The Grown Woman’s Guide to Smooth, Even-Toned and Glowing Skin
First of all, ignore those YouTube tutorials if you’re over 50. Now let’s get down to business.
It might be a bar soap, liquid, milk, foam, gel or cream. Trendy micellar water contains tiny balls of oil molecules suspended in water and, in my opinion as a beauty expert, is better for a light cleanse and for those who wear minimal makeup or have sensitive skin. At night, use a separate makeup remover (wipes are great) if you wear any combo of full-coverage face makeup, concealer, blush, bronzer, waterproof mascara, eye shadow and liner and sunscreen.
Beware of facial scrubs with harsh particles, extra-zealous polishing tools and high-power at-home peels. These can actually be abrasive and tear or irritate the skin. Exfoliation is essential to remove or dissolve dead cells that linger on the surface of the skin, giving it a dull, dry look. Choose a creamy cleanser with vitamin C, a low-concentration alpha hydroxy acid (AHA) or an enzyme mask with cell-dissolving pumpkin or papaya. Use it once a week for a healthy look; better absorption of all topical serums, creams or oils; and easier makeup application.
Just like with your hair products, it can take a minute to discover the right mix. If your skin looks shiny and red, feels tight or is sensitive to the touch, rethink your product regimen. Some very effective active ingredients can become irritants when layered with others at the same time. Never combine retinol and vitamin C, AHAs or beta hydroxy acids (BHAs — usually it will read salicylic acid); vitamin C and AHAs or BHAs; AHAs and BHAs. Space it out. You might use a vitamin C serum in the morning under a skin-plumping, hydrating hyaluronic acid moisturizer, for example, and apply a retinol cream at night. Redness is always a red flag that there's inflammation, dangerous for skin that has issues like rosacea (Black women get it, too) or a history of allergic reactions. Just stop using it. And for ladies who prefer actual researchers and scientists to do the homework on compatibility, sticking to one skin care line may be the most reliable way to go.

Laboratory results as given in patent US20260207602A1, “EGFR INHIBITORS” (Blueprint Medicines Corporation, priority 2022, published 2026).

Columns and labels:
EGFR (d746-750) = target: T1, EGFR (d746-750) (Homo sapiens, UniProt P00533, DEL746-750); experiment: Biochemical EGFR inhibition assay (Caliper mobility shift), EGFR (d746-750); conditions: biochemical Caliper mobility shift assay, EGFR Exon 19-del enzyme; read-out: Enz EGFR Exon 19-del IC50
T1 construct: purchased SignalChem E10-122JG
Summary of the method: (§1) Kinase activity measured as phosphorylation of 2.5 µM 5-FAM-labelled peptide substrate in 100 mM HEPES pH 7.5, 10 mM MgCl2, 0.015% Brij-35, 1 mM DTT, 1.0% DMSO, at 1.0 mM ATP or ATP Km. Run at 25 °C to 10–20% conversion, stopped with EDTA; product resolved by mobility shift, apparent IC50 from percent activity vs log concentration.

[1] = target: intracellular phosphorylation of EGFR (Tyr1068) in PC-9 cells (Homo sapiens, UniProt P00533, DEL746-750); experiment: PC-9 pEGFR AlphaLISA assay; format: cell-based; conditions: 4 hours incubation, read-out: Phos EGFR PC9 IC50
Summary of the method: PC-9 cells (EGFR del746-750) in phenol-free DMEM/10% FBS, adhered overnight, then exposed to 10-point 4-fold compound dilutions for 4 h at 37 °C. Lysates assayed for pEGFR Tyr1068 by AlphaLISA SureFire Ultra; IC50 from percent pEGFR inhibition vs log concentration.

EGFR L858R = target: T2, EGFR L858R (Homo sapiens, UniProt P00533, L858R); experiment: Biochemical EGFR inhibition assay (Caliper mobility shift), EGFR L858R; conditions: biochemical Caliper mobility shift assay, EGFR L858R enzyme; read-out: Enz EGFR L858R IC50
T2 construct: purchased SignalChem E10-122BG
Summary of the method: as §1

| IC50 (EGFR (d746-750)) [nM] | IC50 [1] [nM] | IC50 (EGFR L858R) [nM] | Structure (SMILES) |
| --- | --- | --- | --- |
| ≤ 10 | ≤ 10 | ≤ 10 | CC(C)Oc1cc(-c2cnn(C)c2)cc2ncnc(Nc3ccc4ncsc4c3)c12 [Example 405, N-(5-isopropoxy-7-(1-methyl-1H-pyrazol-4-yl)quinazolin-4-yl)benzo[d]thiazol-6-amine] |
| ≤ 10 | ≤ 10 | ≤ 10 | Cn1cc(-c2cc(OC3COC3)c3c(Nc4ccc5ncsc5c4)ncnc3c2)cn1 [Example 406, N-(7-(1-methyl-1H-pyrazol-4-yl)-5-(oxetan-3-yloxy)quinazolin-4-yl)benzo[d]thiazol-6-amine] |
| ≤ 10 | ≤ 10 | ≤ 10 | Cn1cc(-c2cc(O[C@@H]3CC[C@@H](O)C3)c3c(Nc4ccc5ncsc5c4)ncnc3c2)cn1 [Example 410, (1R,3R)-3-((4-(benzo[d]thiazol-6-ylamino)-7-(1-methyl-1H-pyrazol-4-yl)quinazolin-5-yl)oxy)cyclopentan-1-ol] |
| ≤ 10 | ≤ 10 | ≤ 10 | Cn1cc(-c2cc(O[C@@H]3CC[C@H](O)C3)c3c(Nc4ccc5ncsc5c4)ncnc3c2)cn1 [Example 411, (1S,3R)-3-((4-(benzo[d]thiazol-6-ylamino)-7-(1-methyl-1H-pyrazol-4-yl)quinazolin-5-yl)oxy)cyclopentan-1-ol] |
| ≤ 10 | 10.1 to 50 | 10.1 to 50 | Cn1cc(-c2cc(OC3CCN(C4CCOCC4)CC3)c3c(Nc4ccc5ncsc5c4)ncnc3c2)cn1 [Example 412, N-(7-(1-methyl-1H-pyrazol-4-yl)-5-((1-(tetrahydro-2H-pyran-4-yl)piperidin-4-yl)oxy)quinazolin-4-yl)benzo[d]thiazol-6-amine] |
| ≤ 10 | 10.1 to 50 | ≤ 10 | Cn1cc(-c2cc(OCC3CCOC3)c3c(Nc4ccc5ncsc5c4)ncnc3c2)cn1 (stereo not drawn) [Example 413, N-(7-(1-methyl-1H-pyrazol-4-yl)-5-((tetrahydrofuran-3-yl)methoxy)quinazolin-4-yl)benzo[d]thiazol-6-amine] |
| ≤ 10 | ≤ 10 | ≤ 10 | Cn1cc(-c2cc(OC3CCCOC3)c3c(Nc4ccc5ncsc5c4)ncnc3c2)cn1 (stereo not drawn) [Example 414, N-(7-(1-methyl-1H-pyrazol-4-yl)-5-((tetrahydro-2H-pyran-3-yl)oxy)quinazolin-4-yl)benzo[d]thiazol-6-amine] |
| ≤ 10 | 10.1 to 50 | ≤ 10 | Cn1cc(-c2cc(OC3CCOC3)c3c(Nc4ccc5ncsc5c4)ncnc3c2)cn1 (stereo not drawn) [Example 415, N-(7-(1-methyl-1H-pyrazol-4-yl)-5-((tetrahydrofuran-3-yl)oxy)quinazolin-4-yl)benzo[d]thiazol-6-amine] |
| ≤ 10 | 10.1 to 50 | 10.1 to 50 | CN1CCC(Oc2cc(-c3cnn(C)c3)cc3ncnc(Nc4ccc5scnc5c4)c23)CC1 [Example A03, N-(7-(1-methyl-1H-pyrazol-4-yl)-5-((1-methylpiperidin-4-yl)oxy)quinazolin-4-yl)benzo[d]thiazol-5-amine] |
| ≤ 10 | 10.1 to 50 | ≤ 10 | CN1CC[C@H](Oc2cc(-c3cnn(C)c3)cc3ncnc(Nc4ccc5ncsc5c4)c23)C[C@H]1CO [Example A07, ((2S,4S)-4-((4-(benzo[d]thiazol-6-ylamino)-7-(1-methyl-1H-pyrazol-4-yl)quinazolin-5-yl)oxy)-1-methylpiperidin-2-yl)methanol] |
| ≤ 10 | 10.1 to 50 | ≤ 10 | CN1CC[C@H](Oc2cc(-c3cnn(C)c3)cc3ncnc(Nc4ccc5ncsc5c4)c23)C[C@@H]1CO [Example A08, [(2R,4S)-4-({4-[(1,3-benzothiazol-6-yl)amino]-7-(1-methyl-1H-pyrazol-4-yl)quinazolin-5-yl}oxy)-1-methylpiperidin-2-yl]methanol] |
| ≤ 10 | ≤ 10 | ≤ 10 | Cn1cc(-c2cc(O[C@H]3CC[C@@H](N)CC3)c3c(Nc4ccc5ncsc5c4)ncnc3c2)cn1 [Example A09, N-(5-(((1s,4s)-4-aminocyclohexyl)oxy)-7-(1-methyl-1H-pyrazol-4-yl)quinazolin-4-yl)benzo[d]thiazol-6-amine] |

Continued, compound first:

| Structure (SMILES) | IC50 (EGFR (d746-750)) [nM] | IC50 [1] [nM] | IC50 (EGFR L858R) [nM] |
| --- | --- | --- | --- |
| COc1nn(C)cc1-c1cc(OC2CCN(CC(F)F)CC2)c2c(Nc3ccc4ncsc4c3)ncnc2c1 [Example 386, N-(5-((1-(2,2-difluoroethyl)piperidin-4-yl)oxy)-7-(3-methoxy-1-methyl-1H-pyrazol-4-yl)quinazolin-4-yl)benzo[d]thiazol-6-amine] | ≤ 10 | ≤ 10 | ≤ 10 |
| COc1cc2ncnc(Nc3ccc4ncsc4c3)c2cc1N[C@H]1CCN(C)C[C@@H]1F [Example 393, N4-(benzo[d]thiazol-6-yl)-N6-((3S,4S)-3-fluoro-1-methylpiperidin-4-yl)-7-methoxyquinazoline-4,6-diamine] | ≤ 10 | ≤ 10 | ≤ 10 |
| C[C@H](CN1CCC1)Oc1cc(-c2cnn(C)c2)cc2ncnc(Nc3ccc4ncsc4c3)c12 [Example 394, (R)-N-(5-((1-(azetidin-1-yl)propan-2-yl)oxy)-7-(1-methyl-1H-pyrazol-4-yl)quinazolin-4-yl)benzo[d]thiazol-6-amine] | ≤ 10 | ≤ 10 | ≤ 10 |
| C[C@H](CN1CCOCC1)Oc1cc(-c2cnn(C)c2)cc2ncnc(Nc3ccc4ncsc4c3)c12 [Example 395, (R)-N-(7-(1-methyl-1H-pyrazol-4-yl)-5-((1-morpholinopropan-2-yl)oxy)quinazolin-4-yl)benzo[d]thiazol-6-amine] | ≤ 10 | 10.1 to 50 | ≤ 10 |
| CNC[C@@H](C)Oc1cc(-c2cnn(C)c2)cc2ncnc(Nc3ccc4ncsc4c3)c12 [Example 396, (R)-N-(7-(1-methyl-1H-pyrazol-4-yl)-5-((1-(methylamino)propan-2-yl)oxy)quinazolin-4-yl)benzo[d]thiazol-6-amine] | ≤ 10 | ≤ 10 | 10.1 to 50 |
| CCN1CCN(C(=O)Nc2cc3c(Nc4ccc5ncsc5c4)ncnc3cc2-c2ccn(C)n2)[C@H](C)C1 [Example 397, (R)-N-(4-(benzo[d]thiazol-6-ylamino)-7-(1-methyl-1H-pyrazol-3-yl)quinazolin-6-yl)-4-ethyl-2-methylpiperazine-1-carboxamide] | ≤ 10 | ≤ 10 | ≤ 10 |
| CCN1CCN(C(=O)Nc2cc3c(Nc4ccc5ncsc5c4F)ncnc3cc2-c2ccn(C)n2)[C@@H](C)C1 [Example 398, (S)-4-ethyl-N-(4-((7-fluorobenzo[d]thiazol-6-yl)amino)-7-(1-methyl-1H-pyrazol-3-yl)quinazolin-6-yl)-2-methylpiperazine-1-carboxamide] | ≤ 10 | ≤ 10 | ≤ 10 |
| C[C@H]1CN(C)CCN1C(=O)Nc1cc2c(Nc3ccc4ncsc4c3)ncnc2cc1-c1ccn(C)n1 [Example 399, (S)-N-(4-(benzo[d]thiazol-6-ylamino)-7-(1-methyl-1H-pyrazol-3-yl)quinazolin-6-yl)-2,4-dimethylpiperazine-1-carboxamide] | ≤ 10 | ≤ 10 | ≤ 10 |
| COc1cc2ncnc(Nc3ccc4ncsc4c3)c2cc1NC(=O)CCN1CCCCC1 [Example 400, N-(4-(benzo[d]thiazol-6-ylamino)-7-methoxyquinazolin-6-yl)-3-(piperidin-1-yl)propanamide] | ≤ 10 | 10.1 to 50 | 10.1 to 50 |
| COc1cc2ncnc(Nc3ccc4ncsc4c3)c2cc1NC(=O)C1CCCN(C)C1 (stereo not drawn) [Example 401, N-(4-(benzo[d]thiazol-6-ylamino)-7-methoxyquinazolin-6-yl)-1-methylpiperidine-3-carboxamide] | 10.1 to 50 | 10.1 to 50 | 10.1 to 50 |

Ignore exaggerated claims and check product reviews, even from girlfriends. The more products you layer, the more chemical overload. Fewer products — but the right ones — can deliver your best-quality skin. Maybe it's just cleanser, serum and moisturizer with an SPF upon waking, and then a makeup remover, cleanser and moisturizer or oil in the evening. Done! Read the ingredient list. Sometimes “new” products are just repackaged old ones with a change of one ingredient, or a different texture or delivery system (for example, a pump dispenser instead of a jar, or a gel-cream instead of a cream).
Serums are super-concentrated treatments designed to deliver specific problem-solving ingredients deeper into the skin, thanks to a smaller molecular structure. Serums contain a higher level of an ingredient. For example, that might be hyaluronic acid (for hydration), vitamin C or antioxidants (for brightness), retinol (to smooth lines), peptides and niacinamide (for firmness). Apply a serum to damp skin before a moisturizer. It takes just a drop or two for the entire face.
Face oils have essential fatty acids that help keep the skin's outermost lipid barrier layer strong and supple to prevent water loss. You can use them in place of a primer or to spot-treat areas. If layering an oil, it goes before makeup ... or as a final step at night. Pat an oil into your skin — don't blend it around as you do a cream. Oils of argan and maracuja are two of the most popular for parched, dehydrated or sun-damaged skin.
If properly applied, a daily moisturizer with broad spectrum SPF 30-plus will prevent UVA (aging) rays from doing their dirty work year-round. Designed to be worn under makeup, they are usually light and nongreasy. Using that same SPF cream before bed won't hurt, but you'll miss the extra hydration of a separate, richer night cream with skin-repair ingredients. If your face is very dry, using that rich night cream for morning and evening is perfectly fine — just be sure to add sunscreen somehow during daylight hours.
Some tinted moisturizers, CC and BB creams and foundations do come with built-in SPF 30-plus and skin-improving ingredients. If the SPF is lower than 30 and you plan to be outdoors or exposed to the sun for a long period of time (like at a farmers or flea market, a football game, lunch outside at a bistro), apply a light sunscreen over it. That goes for driving for hours, too, since UVA rays penetrate glass. We don't apply makeup with the same thoroughness as moisturizer or sunscreen — we blend it out. Remember if your ears, neck and hands are exposed, they don't get makeup but do need sunscreen.
If your day moisturizer does not have a sunscreen, apply one after serum, eye cream and moisturizer but before primer (if you use one), foundation and the rest of your makeup. Choose a sunscreen that feels compatible with your other face products, is undetectable on your skin and doesn't cause makeup to separate, streak or slide off.
Expect weeks of use before you begin to see a change. Giving up too soon (unless you are experiencing irritation or breakouts) is what beauty marketers count on to get you hooked on the next formula. Patience is a beautiful thing — and so are you.
Note: This story is adapted from aarp.org. Click here for more info.